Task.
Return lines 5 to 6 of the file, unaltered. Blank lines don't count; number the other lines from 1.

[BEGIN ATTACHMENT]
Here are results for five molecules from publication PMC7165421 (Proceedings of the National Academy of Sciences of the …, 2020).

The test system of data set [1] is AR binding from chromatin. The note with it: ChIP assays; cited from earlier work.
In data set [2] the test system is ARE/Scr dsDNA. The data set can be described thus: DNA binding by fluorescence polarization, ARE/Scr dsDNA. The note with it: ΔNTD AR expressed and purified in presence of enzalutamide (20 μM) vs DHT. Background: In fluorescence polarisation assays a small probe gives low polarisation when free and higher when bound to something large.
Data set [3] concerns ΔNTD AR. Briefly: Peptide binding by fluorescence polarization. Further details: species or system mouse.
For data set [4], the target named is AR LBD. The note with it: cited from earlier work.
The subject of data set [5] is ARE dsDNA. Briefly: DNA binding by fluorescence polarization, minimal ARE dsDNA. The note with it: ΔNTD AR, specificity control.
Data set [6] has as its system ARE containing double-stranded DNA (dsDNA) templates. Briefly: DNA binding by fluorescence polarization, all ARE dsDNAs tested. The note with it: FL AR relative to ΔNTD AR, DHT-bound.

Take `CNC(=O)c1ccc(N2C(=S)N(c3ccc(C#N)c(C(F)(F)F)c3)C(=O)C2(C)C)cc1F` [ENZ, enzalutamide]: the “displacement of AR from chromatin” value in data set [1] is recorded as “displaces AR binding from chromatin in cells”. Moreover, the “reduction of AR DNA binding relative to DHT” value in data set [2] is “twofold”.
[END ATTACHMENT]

For data set [4], the target named is AR LBD. The note with it: cited from earlier work.
The subject of data set [5] is ARE dsDNA. Briefly: DNA binding by fluorescence polarization, minimal ARE dsDNA. The note with it: ΔNTD AR, specificity control.